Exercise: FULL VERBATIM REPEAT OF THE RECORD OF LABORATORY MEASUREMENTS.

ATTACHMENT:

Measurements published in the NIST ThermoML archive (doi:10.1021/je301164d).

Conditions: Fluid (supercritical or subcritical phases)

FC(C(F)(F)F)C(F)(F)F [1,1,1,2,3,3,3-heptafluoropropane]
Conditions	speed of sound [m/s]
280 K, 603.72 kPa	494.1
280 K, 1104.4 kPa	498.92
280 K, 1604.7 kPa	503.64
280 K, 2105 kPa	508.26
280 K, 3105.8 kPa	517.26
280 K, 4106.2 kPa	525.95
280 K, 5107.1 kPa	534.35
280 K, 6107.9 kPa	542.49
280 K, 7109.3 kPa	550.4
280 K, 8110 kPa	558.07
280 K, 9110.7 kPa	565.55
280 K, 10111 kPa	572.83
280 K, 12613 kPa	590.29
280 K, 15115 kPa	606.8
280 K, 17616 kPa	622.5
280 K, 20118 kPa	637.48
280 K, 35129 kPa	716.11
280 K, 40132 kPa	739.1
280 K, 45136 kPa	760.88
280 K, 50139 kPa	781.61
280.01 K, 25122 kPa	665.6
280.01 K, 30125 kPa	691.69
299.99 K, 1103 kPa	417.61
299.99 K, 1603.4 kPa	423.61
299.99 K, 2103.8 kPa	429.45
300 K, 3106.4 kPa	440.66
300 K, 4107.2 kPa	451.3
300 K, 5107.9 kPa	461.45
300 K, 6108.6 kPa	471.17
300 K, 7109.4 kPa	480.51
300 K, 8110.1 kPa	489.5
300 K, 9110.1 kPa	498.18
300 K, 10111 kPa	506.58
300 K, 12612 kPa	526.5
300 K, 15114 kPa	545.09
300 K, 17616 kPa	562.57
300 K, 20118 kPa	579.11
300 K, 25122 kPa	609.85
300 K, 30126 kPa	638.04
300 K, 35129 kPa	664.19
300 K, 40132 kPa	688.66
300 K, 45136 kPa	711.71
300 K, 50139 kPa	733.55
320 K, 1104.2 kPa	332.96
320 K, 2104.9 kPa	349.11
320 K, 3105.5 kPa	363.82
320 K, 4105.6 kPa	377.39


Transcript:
Measurements published in the NIST ThermoML archive (doi:10.1021/je301164d).

Conditions: Fluid (supercritical or subcritical phases)

FC(C(F)(F)F)C(F)(F)F [1,1,1,2,3,3,3-heptafluoropropane]
Conditions	speed of sound [m/s]
280 K, 603.72 kPa	494.1
280 K, 1104.4 kPa	498.92
280 K, 1604.7 kPa	503.64
280 K, 2105 kPa	508.26
280 K, 3105.8 kPa	517.26
280 K, 4106.2 kPa	525.95
280 K, 5107.1 kPa	534.35
280 K, 6107.9 kPa	542.49
280 K, 7109.3 kPa	550.4
280 K, 8110 kPa	558.07
280 K, 9110.7 kPa	565.55
280 K, 10111 kPa	572.83
280 K, 12613 kPa	590.29
280 K, 15115 kPa	606.8
280 K, 17616 kPa	622.5
280 K, 20118 kPa	637.48
280 K, 35129 kPa	716.11
280 K, 40132 kPa	739.1
280 K, 45136 kPa	760.88
280 K, 50139 kPa	781.61
280.01 K, 25122 kPa	665.6
280.01 K, 30125 kPa	691.69
299.99 K, 1103 kPa	417.61
299.99 K, 1603.4 kPa	423.61
299.99 K, 2103.8 kPa	429.45
300 K, 3106.4 kPa	440.66
300 K, 4107.2 kPa	451.3
300 K, 5107.9 kPa	461.45
300 K, 6108.6 kPa	471.17
300 K, 7109.4 kPa	480.51
300 K, 8110.1 kPa	489.5
300 K, 9110.1 kPa	498.18
300 K, 10111 kPa	506.58
300 K, 12612 kPa	526.5
300 K, 15114 kPa	545.09
300 K, 17616 kPa	562.57
300 K, 20118 kPa	579.11
300 K, 25122 kPa	609.85
300 K, 30126 kPa	638.04
300 K, 35129 kPa	664.19
300 K, 40132 kPa	688.66
300 K, 45136 kPa	711.71
300 K, 50139 kPa	733.55
320 K, 1104.2 kPa	332.96
320 K, 2104.9 kPa	349.11
320 K, 3105.5 kPa	363.82
320 K, 4105.6 kPa	377.39